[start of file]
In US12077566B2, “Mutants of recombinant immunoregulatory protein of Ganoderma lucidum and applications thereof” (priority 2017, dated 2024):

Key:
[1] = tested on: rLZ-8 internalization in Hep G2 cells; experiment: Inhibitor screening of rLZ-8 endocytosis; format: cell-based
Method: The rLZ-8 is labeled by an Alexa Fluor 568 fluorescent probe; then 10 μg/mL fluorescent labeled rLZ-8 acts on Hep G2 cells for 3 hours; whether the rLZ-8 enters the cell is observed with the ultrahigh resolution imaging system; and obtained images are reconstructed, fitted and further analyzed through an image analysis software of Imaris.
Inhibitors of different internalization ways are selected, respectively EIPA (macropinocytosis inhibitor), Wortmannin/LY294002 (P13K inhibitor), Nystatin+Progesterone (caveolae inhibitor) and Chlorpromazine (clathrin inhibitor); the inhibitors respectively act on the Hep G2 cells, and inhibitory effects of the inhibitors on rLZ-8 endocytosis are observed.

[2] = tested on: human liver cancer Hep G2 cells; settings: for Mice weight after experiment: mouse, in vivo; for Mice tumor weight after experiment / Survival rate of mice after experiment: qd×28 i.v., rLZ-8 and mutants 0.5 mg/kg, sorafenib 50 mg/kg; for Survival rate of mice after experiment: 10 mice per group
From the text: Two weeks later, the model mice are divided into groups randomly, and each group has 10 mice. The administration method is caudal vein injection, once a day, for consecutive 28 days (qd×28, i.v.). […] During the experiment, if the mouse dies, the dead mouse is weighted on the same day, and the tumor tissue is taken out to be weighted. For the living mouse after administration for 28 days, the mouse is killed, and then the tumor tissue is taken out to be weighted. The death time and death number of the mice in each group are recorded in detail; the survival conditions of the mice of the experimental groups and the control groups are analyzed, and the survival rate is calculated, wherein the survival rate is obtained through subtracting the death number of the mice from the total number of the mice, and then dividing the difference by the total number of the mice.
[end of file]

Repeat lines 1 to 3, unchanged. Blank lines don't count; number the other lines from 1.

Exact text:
In US12077566B2, “Mutants of recombinant immunoregulatory protein of Ganoderma lucidum and applications thereof” (priority 2017, dated 2024):

Key:
[1] = tested on: rLZ-8 internalization in Hep G2 cells; experiment: Inhibitor screening of rLZ-8 endocytosis; format: cell-based